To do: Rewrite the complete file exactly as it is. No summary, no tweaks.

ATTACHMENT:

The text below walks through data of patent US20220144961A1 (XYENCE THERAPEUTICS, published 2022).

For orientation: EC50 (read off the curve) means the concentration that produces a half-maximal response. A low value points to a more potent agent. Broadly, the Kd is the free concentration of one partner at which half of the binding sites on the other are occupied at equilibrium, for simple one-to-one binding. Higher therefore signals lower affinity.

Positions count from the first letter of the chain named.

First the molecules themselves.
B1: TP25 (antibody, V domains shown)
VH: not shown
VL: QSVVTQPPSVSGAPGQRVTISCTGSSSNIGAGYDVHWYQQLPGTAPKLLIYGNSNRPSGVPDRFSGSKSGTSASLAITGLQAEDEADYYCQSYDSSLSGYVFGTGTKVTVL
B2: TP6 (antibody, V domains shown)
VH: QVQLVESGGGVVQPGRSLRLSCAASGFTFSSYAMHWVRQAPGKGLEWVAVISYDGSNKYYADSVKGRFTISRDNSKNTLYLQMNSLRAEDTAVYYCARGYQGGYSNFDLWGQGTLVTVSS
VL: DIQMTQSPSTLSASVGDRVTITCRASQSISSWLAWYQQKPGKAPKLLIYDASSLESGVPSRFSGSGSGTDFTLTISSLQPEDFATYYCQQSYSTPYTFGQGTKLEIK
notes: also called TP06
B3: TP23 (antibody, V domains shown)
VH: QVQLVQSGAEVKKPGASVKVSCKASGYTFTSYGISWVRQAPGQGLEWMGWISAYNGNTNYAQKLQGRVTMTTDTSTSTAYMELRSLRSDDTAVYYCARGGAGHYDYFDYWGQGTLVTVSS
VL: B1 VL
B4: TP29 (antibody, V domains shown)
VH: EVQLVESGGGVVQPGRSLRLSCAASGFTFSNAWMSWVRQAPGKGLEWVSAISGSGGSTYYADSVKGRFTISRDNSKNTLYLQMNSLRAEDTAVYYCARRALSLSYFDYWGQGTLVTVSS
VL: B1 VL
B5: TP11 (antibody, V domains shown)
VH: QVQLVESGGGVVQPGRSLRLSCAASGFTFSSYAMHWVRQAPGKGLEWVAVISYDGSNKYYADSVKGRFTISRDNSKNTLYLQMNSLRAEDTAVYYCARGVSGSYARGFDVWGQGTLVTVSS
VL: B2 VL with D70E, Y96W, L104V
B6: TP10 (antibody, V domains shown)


The text below walks through data of patent US20220144961A1 (XYENCE THERAPEUTICS, published 2022).

For orientation: EC50 (read off the curve) means the concentration that produces a half-maximal response. A low value points to a more potent agent. Broadly, the Kd is the free concentration of one partner at which half of the binding sites on the other are occupied at equilibrium, for simple one-to-one binding. Higher therefore signals lower affinity.

Positions count from the first letter of the chain named.

First the molecules themselves.
B1: TP25 (antibody, V domains shown)
VH: not shown
VL: QSVVTQPPSVSGAPGQRVTISCTGSSSNIGAGYDVHWYQQLPGTAPKLLIYGNSNRPSGVPDRFSGSKSGTSASLAITGLQAEDEADYYCQSYDSSLSGYVFGTGTKVTVL
B2: TP6 (antibody, V domains shown)
VH: QVQLVESGGGVVQPGRSLRLSCAASGFTFSSYAMHWVRQAPGKGLEWVAVISYDGSNKYYADSVKGRFTISRDNSKNTLYLQMNSLRAEDTAVYYCARGYQGGYSNFDLWGQGTLVTVSS
VL: DIQMTQSPSTLSASVGDRVTITCRASQSISSWLAWYQQKPGKAPKLLIYDASSLESGVPSRFSGSGSGTDFTLTISSLQPEDFATYYCQQSYSTPYTFGQGTKLEIK
notes: also called TP06
B3: TP23 (antibody, V domains shown)
VH: QVQLVQSGAEVKKPGASVKVSCKASGYTFTSYGISWVRQAPGQGLEWMGWISAYNGNTNYAQKLQGRVTMTTDTSTSTAYMELRSLRSDDTAVYYCARGGAGHYDYFDYWGQGTLVTVSS
VL: B1 VL
B4: TP29 (antibody, V domains shown)
VH: EVQLVESGGGVVQPGRSLRLSCAASGFTFSNAWMSWVRQAPGKGLEWVSAISGSGGSTYYADSVKGRFTISRDNSKNTLYLQMNSLRAEDTAVYYCARRALSLSYFDYWGQGTLVTVSS
VL: B1 VL
B5: TP11 (antibody, V domains shown)
VH: QVQLVESGGGVVQPGRSLRLSCAASGFTFSSYAMHWVRQAPGKGLEWVAVISYDGSNKYYADSVKGRFTISRDNSKNTLYLQMNSLRAEDTAVYYCARGVSGSYARGFDVWGQGTLVTVSS
VL: B2 VL with D70E, Y96W, L104V
B6: TP10 (antibody, V domains shown)